The Oscar Pistorius murder trial begins in South Africa today, with the eyes of the world on the famed Paralympian, who stands accused of the premeditated murder of his girlfriend Reeva Steenkamp.
The trial comes just over a year after the shooting, and after an extraordinary bail hearing in which it was laid bare how much public interest there was in the case.
Preparations were made, and there was even a ruling that the case could be televised.
But there was no Afrikaans-speaking interpreter ready, and so the start was delayed:
Delay in court proceedings for Pistorius - trying to find an Afrikaans interpreter....you'd think they might have thought of this earlier— Tom Steinfort (@tomsteinfort) March 3, 2014
#OscaPistorius The Afrikaans interpreter had no warning that they would be used in the Pistorius trial— Debora Patta (@Debora_Patta) March 3, 2014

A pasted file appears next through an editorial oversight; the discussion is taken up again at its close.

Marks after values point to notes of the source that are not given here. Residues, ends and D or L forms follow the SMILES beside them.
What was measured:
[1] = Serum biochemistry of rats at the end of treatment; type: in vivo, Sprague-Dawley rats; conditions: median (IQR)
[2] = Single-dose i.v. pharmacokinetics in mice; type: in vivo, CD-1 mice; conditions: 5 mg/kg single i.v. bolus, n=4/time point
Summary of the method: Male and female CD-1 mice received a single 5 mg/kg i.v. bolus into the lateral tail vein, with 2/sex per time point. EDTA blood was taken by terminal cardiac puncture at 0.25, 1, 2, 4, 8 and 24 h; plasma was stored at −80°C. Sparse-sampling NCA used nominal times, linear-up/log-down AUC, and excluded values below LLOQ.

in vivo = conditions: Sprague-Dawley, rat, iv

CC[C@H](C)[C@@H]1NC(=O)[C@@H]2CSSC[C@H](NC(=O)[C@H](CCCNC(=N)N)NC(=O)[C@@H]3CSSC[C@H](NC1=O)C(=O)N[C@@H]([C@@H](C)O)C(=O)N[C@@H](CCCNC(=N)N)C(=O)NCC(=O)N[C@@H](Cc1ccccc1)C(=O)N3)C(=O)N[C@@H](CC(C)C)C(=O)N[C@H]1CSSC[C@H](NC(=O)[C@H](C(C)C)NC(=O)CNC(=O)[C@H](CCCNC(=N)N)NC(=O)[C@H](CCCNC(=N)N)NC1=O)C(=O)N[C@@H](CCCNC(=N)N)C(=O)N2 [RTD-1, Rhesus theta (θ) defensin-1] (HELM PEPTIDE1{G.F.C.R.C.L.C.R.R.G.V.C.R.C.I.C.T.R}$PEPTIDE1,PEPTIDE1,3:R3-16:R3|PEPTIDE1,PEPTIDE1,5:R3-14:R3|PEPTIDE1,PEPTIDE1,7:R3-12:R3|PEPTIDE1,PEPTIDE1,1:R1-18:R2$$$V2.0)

It subsequently emerged that there had been an interpreter in place, but according to Sky News' Alex Crawford, the size of the trial had given her cold feet:
#OscarPistorius We're told the interpreter arrived at court, saw the melee, burst into tears and said she couldnt do it— Alex Crawford (@AlexCrawfordSky) March 3, 2014
It's not South Africa's first problem with an interpreter—back in December an sign language interpreter at the Nelson Mandela funeral was accused of being a fake, making up gestures with his hands, and, as NBC reported, subsequently admitted to a psychiatric hospital.